My hard drive is mounted internally, well, more like "wedged in" between the floppy cage and the PSU using a cardboard mount (which clears any vent holes so the PC can breathe properly) and wired in using a cable split between the top floppy and the hard drive. It's been running like this for 2 days straight now with no issues. The cable runs along the top of hte floppy cage to the controller card in the 3rd slot, which is a cheap Advanced Information Concepts SCSI Card which is both internal and external (it does look funny booting in the 40 column text mode at start though).

I prepared the drive by installing the SCSI card into my 286 and installing the Operating System and Networking (with NetBEUI and IPX/SPX protocols) with Microosoft LAN Manager 3.0 from floppies on that machine. Then I installed the pre-setup hard disk and controller + card into the Tandy, configured the config.sys and autoexec.bat files to multi-boot to a clean boot, a standard startup, and the networking startup. I used the network startup to map to my file shares on my modern computer (Pentium-D) and pulled all the software over to the Tandy from there.

A quick way I used to pull a huge amount of software over to the Tandy was I wrote batch files on the host machine that basically did all the DOS commands I needed to copy the files over. I'm not the best programmer in the world so it basically looked something like this...

Code:
echo "DOS FIles For Tandy 1000"
echo "Script for Quick Installation of DOS Programs"

md c:\sierra
echo "now installing Leisure Suit Larry in the Land of the Lounge Lizards"
md c:\sierra\lsl
cd\dosgam~1\sierra\lsl
copy *.* c:\sierra\lsl
echo installation of Leisure Suit Larry Complete....(and repeat this code ad nausium)

After pulling over my programs I had a pretty much was able to run whatever I wanted off the hard disk drive. Whenever I want to install some more software, I just reconnect to the network and either run a batch file, or in some cases install by hand. The only thing that does not work right most of the time is running real iinstall programs from the host machine, might just be because it's an 8088 and 8088's can't run multiple programs at once like may be required to do a "server" based install.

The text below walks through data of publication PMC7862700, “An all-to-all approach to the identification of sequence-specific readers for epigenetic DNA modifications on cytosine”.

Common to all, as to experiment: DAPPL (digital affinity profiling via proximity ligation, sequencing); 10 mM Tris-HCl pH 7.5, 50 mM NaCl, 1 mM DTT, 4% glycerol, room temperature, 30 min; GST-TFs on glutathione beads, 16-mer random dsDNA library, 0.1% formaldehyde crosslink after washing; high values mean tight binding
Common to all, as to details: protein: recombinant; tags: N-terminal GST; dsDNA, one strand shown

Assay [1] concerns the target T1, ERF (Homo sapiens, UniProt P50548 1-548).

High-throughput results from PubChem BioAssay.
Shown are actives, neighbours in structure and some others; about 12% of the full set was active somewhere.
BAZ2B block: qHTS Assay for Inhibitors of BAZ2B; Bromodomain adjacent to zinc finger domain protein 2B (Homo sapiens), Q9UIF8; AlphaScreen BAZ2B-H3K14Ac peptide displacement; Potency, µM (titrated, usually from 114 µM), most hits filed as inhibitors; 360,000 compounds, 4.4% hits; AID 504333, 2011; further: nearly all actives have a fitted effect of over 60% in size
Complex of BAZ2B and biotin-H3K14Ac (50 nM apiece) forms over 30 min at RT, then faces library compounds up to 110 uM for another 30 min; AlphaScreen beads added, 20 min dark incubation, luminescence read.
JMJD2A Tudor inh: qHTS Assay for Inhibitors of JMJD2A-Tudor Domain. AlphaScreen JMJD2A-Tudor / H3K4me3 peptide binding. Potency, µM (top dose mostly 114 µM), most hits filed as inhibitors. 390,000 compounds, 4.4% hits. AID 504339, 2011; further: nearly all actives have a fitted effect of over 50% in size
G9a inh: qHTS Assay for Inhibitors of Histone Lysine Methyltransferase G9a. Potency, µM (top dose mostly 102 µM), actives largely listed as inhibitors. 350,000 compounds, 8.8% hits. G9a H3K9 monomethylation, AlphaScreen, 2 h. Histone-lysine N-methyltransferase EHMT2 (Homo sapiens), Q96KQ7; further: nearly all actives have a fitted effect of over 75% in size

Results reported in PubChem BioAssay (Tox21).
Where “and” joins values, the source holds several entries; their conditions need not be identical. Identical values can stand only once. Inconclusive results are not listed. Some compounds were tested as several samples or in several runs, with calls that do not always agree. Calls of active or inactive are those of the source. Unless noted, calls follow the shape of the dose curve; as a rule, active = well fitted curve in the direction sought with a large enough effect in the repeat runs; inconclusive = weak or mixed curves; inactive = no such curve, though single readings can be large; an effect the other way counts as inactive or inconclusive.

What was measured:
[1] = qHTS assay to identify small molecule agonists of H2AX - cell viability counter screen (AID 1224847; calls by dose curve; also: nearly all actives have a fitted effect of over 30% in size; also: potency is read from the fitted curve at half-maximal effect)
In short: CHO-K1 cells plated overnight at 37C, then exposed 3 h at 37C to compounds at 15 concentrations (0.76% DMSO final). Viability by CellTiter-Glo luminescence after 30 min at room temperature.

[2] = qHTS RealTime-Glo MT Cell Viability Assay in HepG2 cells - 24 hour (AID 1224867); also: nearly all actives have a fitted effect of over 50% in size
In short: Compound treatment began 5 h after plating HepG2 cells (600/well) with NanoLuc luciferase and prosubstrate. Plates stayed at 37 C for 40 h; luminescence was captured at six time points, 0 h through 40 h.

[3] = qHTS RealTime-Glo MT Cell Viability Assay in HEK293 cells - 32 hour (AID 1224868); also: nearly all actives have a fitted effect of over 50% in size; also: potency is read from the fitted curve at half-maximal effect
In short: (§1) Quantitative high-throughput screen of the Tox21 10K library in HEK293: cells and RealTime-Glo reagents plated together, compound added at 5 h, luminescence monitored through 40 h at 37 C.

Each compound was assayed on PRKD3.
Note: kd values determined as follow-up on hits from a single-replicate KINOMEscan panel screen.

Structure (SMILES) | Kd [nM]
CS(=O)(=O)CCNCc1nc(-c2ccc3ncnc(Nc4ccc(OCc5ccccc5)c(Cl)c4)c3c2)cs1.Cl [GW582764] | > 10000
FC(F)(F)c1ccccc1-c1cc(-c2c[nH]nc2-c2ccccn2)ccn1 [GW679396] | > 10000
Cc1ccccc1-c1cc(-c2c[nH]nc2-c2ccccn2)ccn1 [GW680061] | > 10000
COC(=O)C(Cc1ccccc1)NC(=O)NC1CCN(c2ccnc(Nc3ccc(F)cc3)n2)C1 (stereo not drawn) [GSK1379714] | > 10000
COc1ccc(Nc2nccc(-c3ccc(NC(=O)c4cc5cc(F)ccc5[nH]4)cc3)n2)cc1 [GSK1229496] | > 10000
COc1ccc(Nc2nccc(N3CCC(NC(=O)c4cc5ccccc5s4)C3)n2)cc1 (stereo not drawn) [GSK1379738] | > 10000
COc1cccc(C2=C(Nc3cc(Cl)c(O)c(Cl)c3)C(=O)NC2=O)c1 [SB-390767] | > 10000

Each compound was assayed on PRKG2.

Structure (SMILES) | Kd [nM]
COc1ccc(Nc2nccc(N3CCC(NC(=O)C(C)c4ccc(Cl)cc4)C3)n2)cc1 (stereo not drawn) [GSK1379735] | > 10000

I'll also put a plug for the XT-IDE card in here, I may eventually buy another as a backup for the Tandy 1000 in case I run out of SCSI Drives (as I don't have any left that work with that computer, the 1.2 GB is too slow and has write errors because it expects a MUCH faster interface, and about 8-9 IDE drives I can use without issue on the XT-IDE card). There is plenty of power in 65 watts for a hard disk and a network controller of more modern spec (it's not like I"m running a large (in size, not capacity) Stepper hard disk from the 80's but rather a 500 MB "energy star" compliant drive out of a md-90's apple).
 

Tupin

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I don't have a SCSI card, but I have a CD-ROM interface card, but I doubt it would be of any use.

I have a 250 MB SCSI drive made by Apple, I guess I just need a SCSI card.

I still don't know how to get files to the Tandy with the floppies.
 
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Tupin

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Nevermind, I need an 8-bit one. Anyone know a good, readily available 8-bit SCSI card?